The Eradication of Poverty and the Family

Oral Intervention to the 49th Session of the United Nations Commission for Social Development

28 February 2011

United Nations Commission for Social Development
Forty-Ninth Session
Item 3(b) of the Provisional Agenda

Mr. Chairman,

The Greek Orthodox Archdiocesan Council appreciates the opportunity to address the Commission on Social Development and wishes to emphasize the importance of family in the consideration of the Commission’s priority theme of “Poverty Eradication.”

Mr. Chairman,

The Universal Declaration of Human Rights recognizes the family as the basic unit of society, entitled to protection by society and the State.  Several General Assembly resolutions have emphasized that the family be strengthened and receive comprehensive support.

Governments have made progress in poverty eradication but according to the Secretary General’s report people living in extreme poverty remain around one billion.  Families living in poverty experience lack of income, hunger and malnutrition, ill health, limited access to education, inadequate housing, unsafe environments, and social exclusion.

According to a report from the National Center for Children in Poverty at Columbia University poverty stymies performance of children in school and negatively affect their mental and physical health.  Poor children are more likely to suffer a higher rate of cognitive delays and development disorders.

Absent intervention, these children face difficulty in transcending the disadvantage of their early lives and as adults are likely to perpetuate a cycle of poverty that can consume generations.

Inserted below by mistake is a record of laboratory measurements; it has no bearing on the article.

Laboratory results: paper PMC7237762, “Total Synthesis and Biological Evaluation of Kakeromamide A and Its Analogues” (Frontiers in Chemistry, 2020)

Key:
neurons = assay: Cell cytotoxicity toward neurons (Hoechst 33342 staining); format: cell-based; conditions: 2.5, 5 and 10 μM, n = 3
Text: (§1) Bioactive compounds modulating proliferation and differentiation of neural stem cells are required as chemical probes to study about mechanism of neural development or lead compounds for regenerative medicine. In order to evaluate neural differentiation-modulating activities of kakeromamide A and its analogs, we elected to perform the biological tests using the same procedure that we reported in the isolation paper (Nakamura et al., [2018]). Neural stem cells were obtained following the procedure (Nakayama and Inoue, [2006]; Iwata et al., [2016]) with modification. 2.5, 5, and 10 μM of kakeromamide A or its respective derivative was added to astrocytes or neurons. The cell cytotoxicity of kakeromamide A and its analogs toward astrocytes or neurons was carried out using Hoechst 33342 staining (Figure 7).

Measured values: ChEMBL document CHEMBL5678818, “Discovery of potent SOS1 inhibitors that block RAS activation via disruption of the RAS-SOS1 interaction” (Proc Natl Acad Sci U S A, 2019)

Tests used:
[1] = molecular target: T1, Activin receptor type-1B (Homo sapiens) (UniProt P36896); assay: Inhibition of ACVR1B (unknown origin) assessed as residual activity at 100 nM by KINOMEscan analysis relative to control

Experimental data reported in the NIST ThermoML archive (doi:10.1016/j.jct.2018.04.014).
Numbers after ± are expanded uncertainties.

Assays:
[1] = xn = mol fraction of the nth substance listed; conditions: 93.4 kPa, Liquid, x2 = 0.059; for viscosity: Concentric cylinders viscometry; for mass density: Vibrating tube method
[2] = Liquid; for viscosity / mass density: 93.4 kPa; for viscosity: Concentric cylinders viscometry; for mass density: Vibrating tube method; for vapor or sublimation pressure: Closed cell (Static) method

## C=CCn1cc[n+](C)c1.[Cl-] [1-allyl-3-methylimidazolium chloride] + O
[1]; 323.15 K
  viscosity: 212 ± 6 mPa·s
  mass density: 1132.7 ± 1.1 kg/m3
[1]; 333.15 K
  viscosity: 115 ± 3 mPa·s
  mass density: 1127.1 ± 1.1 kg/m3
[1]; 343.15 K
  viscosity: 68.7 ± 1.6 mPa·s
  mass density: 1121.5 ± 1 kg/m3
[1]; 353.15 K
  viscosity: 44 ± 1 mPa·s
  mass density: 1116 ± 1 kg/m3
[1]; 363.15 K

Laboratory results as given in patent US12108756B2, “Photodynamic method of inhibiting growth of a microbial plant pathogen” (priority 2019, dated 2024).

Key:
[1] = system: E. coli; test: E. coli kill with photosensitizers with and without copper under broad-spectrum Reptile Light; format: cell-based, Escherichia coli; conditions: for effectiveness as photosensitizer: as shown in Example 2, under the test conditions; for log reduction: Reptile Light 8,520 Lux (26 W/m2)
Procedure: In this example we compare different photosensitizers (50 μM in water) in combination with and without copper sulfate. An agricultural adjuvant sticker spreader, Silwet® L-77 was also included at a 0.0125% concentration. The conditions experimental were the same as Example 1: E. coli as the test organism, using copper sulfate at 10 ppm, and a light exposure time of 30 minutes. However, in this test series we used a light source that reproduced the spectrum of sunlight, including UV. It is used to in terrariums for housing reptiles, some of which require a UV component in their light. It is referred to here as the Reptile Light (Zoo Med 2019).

Millennium Development targets especially those relating to the reduction of poverty are difficult to achieve unless the strategies to achieve them focus on the family.

The world’s poorest families live in rural areas.  Agriculture is the main source of livelihood for poor women and men.  Small and medium-size farms provide employment to a majority of the population in developing countries.  According to the Secretary-General’s report, small and ore flexible family farms are the key drivers of agriculture productivity.

The Greek Orthodox Archdiocesan Council in partnership with the International Orthodox Christian Charities, the Autocephalous Church of Albania and the Agricultural Department of the University of Maryland has been undertaking a regional effort to help rural farmers increase their income and improve sustainable access to food for families.  Farmers receive training on insects and improve sustainable access to food for families.  Farmers receive training on insects and diseases that affect late season vegetables and instruction is given on how to conduct tests to measure soil texture.  Field schools held in the region have given farmers the opportunity to discuss problems they face.  The proper preparation and care of a seed bed, transplanting measures for saplings, tomato production in greenhouses and technical information for mushrooms, herbs, onions, lettuce and garlic are taught.  Farmers learn new methods to increase farm income and expand market opportunities.  This project helps farmers to be more productive but also supplies more food to the local communities.  The same program has been conducted in Kosovo and Montenegro.

Mr. Chairman,

The Greek Orthodox Archdiocesan Council urges Governments to help farmers be more productive and expand market opportunities by having partnerships between farmers, agricultural experts and NGOs.

The Greek Orthodox Archdiocesan Council urges Governments to increase their investment in small-scale agriculture in order to help feed the majority of the world’s populations.

Thank you.